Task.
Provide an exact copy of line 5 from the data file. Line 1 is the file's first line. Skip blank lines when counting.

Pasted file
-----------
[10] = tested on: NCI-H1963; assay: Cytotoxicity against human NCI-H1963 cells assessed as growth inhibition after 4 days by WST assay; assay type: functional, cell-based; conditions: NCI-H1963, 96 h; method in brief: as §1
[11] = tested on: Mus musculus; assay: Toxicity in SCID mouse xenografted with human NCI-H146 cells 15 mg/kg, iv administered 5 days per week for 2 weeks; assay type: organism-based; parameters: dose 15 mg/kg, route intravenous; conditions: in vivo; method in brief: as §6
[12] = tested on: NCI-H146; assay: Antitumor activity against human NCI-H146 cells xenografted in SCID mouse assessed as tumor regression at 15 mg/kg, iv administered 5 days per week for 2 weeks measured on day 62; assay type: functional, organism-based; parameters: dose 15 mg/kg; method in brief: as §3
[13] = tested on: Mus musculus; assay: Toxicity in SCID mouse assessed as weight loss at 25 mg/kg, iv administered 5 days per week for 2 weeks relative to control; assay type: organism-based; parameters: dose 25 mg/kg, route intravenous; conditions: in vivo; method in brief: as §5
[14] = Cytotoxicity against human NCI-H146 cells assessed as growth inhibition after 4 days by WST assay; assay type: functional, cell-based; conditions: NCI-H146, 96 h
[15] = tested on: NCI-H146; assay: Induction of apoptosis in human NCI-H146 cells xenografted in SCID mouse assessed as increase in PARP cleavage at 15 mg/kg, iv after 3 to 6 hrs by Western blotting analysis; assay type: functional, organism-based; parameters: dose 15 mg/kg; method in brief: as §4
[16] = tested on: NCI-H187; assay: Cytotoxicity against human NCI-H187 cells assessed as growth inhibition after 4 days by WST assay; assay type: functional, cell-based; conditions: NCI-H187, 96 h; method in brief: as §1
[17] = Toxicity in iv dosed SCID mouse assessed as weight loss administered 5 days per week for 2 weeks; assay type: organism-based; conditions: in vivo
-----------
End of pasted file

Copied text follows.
[14] = Cytotoxicity against human NCI-H146 cells assessed as growth inhibition after 4 days by WST assay; assay type: functional, cell-based; conditions: NCI-H146, 96 h